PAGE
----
The Hui ethnic minority, descendants of Silk Road traders who settled and married in China, look and sound like the majority Han. They are distinguished only by their Muslim faith. The Hui have enjoyed far greater freedom of worship than China’s other major Muslim minority, the Uyghurs. “Indeed, members of the Muslim Hui community are enjoying a flowering of faith in what is, officially, still an atheist communist nation,” Hannah Beech wrote in Time in August 2014. In ChinaFile this July, Bethany Allen-Ebrahimian compared the “unprecedented space for religious expression” Hui women enjoy to the policing of Uyghur women’s religious observance.
But the Hui also face indignities, according to self-described screenwriter and “Weibo contract self-media” writer JundaledeManxiansheng (@君达乐的慢先生), whose essay on the subject has attracted over 200,000 readers since it was posted to Weibo on November 6. “The situation is getting worse” for the Hui in Qinghai, he writes, because of both government restrictions on worship and Han ethno-centrism. The author blasts the “Zhao family of Qinghai”—provincial Party secretary Zhao Leji is the son of Zhao Shoushan, governor from 1950-1952—for choosing imams, curbing the construction of mosques, and restricting people from taking the hajj to Mecca. (Coincidentally, the “Zhao family” is also a reference to officialdom in general.) Han, meanwhile, often fail to see that the government could easily treat them just as it treats other groups.
Let’s Talk About Muslims
From what I remember, the Hui didn’t used to be like this. They were secular, a supremely normal and happy people. Going back there over the past few years, a Hui friend has also talked about these changes. He says the situation is getting worse. To this day, the Zhao family still won’t answer to the basic demands of the Hui (the Four Freedoms), after all these years: (1) Stop appointing imams, and let them be chosen by the people; (2) People should have the freedom to raise funds, buy land, and build mosques; (3) Lift the restrictions on the pilgrimage to Mecca; (4) I won’t say, it may get me into trouble.
All the sensible Hui intellectuals I know agree: the current ethnic policies just let the bad guys walk away. The government doesn’t bother to intervene when the thugs come to smash things up. Yet the mosque built with the money saved one naan sold at a time, that you demolish right away. You say there’s the rule about a mosque for every ten-some thousand believers, but why didn’t you say anything when we bought the land from you? Then when those Hui college students complain online, thousands of Han chauvinists reply that socialism is just fucked up like that. And how do you expect a naan-seller like me to deal with this? Of course we’ll fight against Han people whenever we can. It’s that simple. The middle-aged men in our country like to cite the “American imperialist plot” whenever something bad happens. Other people can apply the same logic.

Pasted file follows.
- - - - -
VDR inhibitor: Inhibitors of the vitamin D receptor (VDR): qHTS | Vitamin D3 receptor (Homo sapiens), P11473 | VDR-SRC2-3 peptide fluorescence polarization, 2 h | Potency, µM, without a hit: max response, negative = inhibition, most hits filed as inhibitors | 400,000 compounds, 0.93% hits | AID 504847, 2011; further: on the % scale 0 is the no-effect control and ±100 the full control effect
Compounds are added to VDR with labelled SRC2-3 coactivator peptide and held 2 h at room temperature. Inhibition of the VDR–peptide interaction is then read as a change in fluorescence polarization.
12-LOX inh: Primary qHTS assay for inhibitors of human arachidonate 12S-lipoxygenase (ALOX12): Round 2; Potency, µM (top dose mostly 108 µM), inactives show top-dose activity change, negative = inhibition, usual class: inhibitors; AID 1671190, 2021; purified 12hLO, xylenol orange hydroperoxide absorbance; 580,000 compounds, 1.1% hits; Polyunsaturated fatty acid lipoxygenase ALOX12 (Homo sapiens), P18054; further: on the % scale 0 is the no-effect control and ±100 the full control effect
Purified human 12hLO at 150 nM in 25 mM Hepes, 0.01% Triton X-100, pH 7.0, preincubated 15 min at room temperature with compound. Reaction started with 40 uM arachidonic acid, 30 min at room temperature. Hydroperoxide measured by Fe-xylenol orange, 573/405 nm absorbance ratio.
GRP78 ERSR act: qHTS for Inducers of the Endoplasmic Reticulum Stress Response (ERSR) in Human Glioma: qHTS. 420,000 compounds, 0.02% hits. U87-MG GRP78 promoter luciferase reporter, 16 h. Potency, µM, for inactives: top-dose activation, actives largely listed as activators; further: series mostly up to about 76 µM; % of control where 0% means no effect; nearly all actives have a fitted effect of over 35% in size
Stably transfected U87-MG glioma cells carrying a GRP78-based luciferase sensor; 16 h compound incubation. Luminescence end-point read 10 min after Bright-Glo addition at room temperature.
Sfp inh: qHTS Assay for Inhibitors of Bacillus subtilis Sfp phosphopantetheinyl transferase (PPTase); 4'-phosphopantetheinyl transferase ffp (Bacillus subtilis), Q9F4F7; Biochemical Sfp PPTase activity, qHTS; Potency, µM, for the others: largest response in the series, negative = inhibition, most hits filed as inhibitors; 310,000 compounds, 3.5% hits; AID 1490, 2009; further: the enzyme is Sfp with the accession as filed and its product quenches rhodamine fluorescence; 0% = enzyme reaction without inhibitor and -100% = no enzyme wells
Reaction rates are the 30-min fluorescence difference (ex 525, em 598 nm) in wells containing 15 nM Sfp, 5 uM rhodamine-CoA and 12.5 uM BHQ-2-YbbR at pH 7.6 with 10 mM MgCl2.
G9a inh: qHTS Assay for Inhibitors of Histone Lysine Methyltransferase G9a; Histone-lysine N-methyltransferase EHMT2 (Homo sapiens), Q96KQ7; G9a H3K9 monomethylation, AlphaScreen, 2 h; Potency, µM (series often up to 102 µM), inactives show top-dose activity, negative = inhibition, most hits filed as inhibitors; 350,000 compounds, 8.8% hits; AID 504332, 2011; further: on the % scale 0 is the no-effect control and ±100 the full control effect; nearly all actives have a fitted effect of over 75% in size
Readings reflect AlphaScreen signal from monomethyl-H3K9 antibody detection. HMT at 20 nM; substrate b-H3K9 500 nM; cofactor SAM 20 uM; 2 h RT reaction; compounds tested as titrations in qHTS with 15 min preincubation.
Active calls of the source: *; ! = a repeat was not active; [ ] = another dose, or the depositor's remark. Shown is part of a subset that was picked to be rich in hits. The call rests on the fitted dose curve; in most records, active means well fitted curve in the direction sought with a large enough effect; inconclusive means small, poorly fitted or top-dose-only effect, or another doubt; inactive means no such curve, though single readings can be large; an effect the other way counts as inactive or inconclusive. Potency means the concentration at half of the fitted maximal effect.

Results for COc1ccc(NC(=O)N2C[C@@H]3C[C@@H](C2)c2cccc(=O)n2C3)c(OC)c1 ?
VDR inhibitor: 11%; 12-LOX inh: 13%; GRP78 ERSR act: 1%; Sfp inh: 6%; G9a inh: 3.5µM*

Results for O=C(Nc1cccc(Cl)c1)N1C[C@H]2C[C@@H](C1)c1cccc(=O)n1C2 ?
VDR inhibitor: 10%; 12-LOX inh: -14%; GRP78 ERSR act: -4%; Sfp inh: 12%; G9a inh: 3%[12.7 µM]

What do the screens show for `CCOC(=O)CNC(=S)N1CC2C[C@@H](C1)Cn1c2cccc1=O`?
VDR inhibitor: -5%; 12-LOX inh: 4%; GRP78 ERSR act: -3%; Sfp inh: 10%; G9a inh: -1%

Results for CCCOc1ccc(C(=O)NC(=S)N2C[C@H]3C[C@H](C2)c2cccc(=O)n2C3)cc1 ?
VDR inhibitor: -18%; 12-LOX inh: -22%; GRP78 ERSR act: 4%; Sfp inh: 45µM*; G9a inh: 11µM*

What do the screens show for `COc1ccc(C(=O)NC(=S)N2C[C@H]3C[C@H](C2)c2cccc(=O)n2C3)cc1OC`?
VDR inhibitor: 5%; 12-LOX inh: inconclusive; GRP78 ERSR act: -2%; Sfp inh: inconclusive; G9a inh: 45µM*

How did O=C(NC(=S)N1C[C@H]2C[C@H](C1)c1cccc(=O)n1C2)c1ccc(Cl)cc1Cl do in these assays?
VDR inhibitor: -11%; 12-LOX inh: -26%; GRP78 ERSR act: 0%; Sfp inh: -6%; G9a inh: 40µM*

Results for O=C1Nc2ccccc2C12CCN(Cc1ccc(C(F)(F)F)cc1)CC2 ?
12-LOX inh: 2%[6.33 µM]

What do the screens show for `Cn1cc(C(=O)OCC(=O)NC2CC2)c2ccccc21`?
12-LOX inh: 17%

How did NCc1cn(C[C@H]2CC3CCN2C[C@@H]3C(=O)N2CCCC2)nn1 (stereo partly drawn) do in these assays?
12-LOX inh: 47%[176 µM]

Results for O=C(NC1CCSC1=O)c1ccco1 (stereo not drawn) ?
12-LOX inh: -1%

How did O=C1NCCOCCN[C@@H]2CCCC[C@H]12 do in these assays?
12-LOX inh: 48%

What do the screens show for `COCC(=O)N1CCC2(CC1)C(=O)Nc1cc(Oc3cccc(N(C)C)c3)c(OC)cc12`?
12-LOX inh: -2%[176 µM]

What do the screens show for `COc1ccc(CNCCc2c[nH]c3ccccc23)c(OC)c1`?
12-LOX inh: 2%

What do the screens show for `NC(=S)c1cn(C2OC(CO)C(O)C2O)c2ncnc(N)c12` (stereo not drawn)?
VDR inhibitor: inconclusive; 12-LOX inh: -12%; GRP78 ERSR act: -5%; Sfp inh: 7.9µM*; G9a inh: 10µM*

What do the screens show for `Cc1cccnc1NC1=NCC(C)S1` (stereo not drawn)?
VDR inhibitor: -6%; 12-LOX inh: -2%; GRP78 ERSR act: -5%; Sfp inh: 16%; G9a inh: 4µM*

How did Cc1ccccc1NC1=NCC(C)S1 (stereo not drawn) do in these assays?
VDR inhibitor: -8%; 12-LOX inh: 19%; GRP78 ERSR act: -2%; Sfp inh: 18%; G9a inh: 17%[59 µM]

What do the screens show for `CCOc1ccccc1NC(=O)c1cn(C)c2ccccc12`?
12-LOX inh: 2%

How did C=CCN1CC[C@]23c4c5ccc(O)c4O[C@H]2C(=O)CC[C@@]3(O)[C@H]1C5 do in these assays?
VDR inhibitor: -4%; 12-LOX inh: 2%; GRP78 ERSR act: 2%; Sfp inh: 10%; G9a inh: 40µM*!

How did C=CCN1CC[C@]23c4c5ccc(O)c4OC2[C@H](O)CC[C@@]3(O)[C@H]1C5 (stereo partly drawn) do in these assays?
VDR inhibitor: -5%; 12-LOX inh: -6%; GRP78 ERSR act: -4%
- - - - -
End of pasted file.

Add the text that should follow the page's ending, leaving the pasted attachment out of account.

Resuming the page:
Of course, the Hui intellectuals know that the ruling party and the people aren’t the same thing. But even many of our college students can’t seem to get it straight. They still think the strength of the government and the military is their own strength. They don’t know that one day this strong army will take to Chang’an Avenue and clean them up. And these are the educated people. There’s nothing you can do when hatred is cast on all Han. As a Han, what you should do is urge the government to respond to people’s demands and punish the bad guys. You should try to cut off the source of hatred, to tell others that there are rules, rather than shouting online that we should enforce the same policies on the Hui as we have on the Tibetans and “take care” of the whole lot. Your master isn’t going to listen to you when you are merely a pig raised for your meat. Why should the Han be the good guys? Because every time something crazy happens, we are somehow the only victims. One time during a riot (can’t remember which, there are too many), I went to a residential community of the Qinghai provincial government. They didn’t even have guards outside. You had to buzz and report your address and reason for visiting. They would then crack open the iron gate for you to squeeze in. Inside it was swarming with soldiers, while outside it was pandemonium. Where was your legendary army? Inside the gated community? Even your Zhao masters are such cowards, so what are we shitizens supposed to do?